LINCOLN, Neb. (MEDIA GENERAL) – Opponents of the death penalty continue to celebrate Thursday, May 28, 2015, one day after Nebraska repealed its state law and abolished capital punishment.
The Nebraska Legislature, after two tense hours of passionate speeches from lawmakers on both sides of the argument Wednesday, voted 30-to-19 to override Gov. Pete Ricketts’ veto, banning the death penalty in the state.
Wednesday’s vote ends a long battle between the Legislature and Ricketts, who have gone back and forth on the issue for months. Ricketts, a firm proponent of capital punishment, denounced the vote and insinuated several members of the Legislature, including many Republicans who voted for the repeal, had lost touch with the state’s conservative majority.
“My words cannot express how appalled I am that we have lost a critical tool to protect law enforcement and Nebraska families,” Ricketts said in a statement. “While the Legislature has lost touch with the citizens of Nebraska, I will continue to stand with Nebraskans and law enforcement on this issue.”
Robert Dunham, executive director of the Death Penalty Information Center, said public opinion has trended largely toward abolishing the death penalty, citing Pew Research studies that show public support for the death penalty has dropped from 80 percent in the 1980s to 56 percent today.
“When you ask Americans the policy question, not just ‘do you support the death penalty in the abstract’ but the policy question of ‘What’s the appropriate punishment for murder, the death penalty or life without possibility of parole?’ a majority of Americans now say life without possibility of parole is the appropriate punishment,” Dunham said.
Dunham disagrees with Gov. Ricketts’ assertion that all conservative Republicans support the death penalty. He notes several lawmakers are changing their minds on capital punishment because they are focusing on the cost and efficiency of implementing the death penalty.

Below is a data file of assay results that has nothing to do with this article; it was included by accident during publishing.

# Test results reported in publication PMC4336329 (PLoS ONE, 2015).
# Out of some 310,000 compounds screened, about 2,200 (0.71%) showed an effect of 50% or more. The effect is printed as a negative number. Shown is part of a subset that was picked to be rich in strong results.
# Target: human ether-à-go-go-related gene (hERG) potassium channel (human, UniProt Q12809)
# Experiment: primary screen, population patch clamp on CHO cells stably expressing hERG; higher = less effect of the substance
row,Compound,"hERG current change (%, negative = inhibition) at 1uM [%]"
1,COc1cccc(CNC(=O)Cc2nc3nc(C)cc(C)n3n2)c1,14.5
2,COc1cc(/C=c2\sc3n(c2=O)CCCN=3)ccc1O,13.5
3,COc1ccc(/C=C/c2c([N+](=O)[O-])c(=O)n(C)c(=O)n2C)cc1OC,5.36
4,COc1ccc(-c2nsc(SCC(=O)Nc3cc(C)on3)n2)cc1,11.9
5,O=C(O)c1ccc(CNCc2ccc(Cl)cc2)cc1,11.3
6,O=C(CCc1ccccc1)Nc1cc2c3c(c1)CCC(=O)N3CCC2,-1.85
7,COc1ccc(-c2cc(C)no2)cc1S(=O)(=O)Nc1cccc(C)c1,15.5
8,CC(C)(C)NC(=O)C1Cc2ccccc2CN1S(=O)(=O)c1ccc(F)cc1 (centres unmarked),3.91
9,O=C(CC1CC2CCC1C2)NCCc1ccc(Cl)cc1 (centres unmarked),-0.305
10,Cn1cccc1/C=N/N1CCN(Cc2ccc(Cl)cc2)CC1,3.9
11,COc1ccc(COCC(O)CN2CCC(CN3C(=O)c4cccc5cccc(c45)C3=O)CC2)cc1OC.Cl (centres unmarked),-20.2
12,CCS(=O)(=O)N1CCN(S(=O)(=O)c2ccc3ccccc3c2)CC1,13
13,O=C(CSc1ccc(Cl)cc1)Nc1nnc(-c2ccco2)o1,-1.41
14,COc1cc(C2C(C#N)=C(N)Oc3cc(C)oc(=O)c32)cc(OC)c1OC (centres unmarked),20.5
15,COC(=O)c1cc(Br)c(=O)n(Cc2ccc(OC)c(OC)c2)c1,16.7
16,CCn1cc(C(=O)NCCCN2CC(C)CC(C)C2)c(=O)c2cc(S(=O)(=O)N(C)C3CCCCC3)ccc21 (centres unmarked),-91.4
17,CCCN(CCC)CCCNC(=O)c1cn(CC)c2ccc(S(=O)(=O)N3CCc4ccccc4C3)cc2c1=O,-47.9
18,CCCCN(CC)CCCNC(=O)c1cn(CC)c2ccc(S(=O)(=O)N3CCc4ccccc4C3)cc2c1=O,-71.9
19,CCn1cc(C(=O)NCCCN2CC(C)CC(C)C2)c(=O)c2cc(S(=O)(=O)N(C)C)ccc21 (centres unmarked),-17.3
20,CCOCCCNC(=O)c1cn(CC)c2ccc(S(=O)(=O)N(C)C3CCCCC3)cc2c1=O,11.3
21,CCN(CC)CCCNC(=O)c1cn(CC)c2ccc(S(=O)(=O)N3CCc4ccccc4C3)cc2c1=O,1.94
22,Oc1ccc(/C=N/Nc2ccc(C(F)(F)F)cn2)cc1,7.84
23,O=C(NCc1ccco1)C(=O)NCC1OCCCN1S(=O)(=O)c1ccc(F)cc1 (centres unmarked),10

“What we’ve seen in the Nebraska debate, as one with a conservative Legislature, is a shift in focus from the dogmatic to the pragmatic,” Dunham said. “Conservatives are now looking at the death penalty as policy to see whether it works; not as an ideological issue or whether it can be supported in the abstract. When it’s looked at pragmatically, as opposed to policy, they are agreeing with other opponents of the death penalty that the system is broken and it doesn’t work. It is costly and it is ineffective.”
Nebraska is the first predominantly Republican state to abolish the death penalty since North Dakota in 1973. The Cornhusker State also is the seventh state in the past 10 years and 19th state overall to repeal the death penalty. New York (2007), New Jersey (2007), New Mexico (2009), Illinois (2011), Connecticut (2012) and Maryland (2013) are the most recent states to abolish capital punishment.
Even though capital punishment still is legal in 31 states, execution rates have slowed greatly since new death penalty statutes were instituted for a majority of states across the U.S. in the 1970s. According to the Death Penalty Information Center, seven states: Nebraska, New Hampshire, Kansas, Wyoming, Colorado, Oregon and Pennsylvania have not executed anyone in more than a decade. Arkansas could join that list soon – its last execution was in November 2005. Five other states – Idaho, Kentucky, Montana, South Dakota and Washington – have averaged less than one execution per decade over the past 50 years.